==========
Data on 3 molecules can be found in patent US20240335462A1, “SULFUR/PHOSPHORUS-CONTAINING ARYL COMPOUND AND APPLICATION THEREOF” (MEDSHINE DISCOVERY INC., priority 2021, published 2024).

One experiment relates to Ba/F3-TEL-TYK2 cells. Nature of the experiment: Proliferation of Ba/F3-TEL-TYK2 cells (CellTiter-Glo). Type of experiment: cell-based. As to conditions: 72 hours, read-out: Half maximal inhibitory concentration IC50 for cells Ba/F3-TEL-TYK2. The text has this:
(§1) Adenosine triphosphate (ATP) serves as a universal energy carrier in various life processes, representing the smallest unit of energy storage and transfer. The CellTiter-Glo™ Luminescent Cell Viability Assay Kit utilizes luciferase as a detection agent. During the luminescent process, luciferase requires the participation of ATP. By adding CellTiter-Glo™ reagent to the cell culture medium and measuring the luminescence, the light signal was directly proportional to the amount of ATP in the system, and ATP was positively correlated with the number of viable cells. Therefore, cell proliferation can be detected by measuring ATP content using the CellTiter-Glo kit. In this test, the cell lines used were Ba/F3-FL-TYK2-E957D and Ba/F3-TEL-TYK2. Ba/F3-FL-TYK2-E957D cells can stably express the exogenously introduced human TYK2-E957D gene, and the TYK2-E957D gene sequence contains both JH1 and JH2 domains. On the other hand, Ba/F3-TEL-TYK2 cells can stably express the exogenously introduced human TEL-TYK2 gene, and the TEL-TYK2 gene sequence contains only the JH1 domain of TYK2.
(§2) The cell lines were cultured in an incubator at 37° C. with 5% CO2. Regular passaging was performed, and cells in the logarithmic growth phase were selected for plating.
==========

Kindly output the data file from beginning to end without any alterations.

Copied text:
Data on 3 molecules can be found in patent US20240335462A1, “SULFUR/PHOSPHORUS-CONTAINING ARYL COMPOUND AND APPLICATION THEREOF” (MEDSHINE DISCOVERY INC., priority 2021, published 2024).

One experiment relates to Ba/F3-TEL-TYK2 cells. Nature of the experiment: Proliferation of Ba/F3-TEL-TYK2 cells (CellTiter-Glo). Type of experiment: cell-based. As to conditions: 72 hours, read-out: Half maximal inhibitory concentration IC50 for cells Ba/F3-TEL-TYK2. The text has this:
(§1) Adenosine triphosphate (ATP) serves as a universal energy carrier in various life processes, representing the smallest unit of energy storage and transfer. The CellTiter-Glo™ Luminescent Cell Viability Assay Kit utilizes luciferase as a detection agent. During the luminescent process, luciferase requires the participation of ATP. By adding CellTiter-Glo™ reagent to the cell culture medium and measuring the luminescence, the light signal was directly proportional to the amount of ATP in the system, and ATP was positively correlated with the number of viable cells. Therefore, cell proliferation can be detected by measuring ATP content using the CellTiter-Glo kit. In this test, the cell lines used were Ba/F3-FL-TYK2-E957D and Ba/F3-TEL-TYK2. Ba/F3-FL-TYK2-E957D cells can stably express the exogenously introduced human TYK2-E957D gene, and the TYK2-E957D gene sequence contains both JH1 and JH2 domains. On the other hand, Ba/F3-TEL-TYK2 cells can stably express the exogenously introduced human TEL-TYK2 gene, and the TEL-TYK2 gene sequence contains only the JH1 domain of TYK2.
(§2) The cell lines were cultured in an incubator at 37° C. with 5% CO2. Regular passaging was performed, and cells in the logarithmic growth phase were selected for plating.